Lessons From Abraham About Conversing with Our Kids


Leon Wirth gives a few suggestions on how to remain patient with your children when they ask too many questions.

If your child has already gone through that “Why? Why? Why?” phase, you’ll understand what I’m about to say.

Sometimes our kids’ unending questions can get so annoying that the “Because I said so!” response can’t be far behind.

Nothing squelches the chance for a good conversation quite like that phrase—one uttered by millions of exasperated parents since time began. While there are times when “Because I said so!” is gonna have to be good enough (even God basically says that to Job and his friends), I’m becoming less satisfied with this strategy as my girls get older.

I’m realizing two things: First, I want to have quality conversations with them, which gets harder (not easier) as they grow up

Second, “because” is a word—not a reason. At least that’s what I tell my girls when their answer to my question, “Why did you do that?” is simply the word “because.”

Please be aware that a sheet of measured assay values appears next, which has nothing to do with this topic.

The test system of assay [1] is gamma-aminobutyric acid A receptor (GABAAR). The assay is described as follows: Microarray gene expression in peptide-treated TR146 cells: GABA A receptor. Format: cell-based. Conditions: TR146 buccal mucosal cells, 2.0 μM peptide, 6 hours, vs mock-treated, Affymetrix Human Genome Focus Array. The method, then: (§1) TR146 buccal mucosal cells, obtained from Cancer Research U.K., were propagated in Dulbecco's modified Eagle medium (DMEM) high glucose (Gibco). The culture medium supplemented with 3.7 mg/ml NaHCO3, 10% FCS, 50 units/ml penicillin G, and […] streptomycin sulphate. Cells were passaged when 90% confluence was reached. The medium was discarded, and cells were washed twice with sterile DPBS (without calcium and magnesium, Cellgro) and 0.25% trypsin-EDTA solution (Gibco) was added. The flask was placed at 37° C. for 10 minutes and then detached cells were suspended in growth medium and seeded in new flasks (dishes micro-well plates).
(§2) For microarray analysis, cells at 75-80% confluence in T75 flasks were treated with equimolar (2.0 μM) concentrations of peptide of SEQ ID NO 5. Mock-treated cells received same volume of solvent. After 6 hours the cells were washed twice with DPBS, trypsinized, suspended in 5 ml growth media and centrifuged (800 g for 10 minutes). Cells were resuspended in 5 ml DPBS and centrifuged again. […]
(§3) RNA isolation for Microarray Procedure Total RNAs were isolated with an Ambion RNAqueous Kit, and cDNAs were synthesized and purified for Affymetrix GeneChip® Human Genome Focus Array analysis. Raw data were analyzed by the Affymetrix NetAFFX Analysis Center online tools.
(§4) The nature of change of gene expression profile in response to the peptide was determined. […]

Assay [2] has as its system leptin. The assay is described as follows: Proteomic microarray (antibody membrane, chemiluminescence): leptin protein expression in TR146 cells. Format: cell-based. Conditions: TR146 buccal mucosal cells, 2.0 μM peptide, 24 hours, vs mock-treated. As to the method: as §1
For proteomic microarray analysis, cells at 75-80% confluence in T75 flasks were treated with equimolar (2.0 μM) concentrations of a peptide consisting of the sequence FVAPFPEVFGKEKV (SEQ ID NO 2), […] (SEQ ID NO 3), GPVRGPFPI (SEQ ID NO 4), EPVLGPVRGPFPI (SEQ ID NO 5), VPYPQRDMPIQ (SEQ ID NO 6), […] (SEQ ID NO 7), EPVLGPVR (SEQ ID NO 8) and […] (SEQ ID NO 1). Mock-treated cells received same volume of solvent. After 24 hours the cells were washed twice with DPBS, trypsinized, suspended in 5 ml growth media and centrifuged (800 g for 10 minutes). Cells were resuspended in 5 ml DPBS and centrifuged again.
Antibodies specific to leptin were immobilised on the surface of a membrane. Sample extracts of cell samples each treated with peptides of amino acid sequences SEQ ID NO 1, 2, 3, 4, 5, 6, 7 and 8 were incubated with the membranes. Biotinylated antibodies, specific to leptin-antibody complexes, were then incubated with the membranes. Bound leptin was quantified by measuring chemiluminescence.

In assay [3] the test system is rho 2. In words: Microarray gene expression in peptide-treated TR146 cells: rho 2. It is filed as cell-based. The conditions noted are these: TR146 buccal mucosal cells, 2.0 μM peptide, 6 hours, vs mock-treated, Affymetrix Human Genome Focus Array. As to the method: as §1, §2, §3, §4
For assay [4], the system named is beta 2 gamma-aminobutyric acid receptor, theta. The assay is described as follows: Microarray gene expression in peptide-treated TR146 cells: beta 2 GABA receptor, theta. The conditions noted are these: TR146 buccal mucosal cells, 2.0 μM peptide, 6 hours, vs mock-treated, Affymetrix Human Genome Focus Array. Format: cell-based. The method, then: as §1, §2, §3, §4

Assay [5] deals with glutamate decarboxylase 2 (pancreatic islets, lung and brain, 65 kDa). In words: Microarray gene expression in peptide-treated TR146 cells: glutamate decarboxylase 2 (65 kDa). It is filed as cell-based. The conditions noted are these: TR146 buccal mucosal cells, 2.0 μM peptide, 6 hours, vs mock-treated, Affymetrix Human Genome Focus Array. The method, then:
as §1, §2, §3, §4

My latest inspiration for getting better at conversations with my girls came from a passage in Genesis 18. This is where Abraham is having a conversation with the Lord about the impending destruction of Sodom and Gomorrah.

“What if there are fifty righteous people in the city?” Abraham asks.

God answers: “If I find fifty righteous people in the city of Sodom, I will spare the whole place for their sake.”

What if there are 45 righteous people, Abraham asks. God answers: “I will not destroy it.”

What about 40 righteous? “For the sake of forty, I will not do it.”

What about 30? “I will not do it.”

Abraham asks again about 20 righteous. God answers: “I will not destroy it.”

And what if only 10 righteous people can be found? “I will not destroy it.”

Um, yeah… this is sounding just like a lot of my “Why? Why? Why?” conversations with my 5 year old.

This is where God, the Father, shines in the conversation with Abraham:

• God is patient with Abraham. He answers each question.
• God is specific, not broad, with each answer. He provides Abraham with only the information he needs. Nothing more, nothing less.
• God doesn’t get impatient, shut down the conversation or just spill the beans about his full plans for Sodom. God knows that 10 righteous people won’t be found there, but God lets Abraham learn that for himself.

Can we do that with our kids?

Display patience.

Provide specific answers—without too much information.

Allow the conversation to continue, even when the questions seem repetitive.

This post was written by Leon Wirth.

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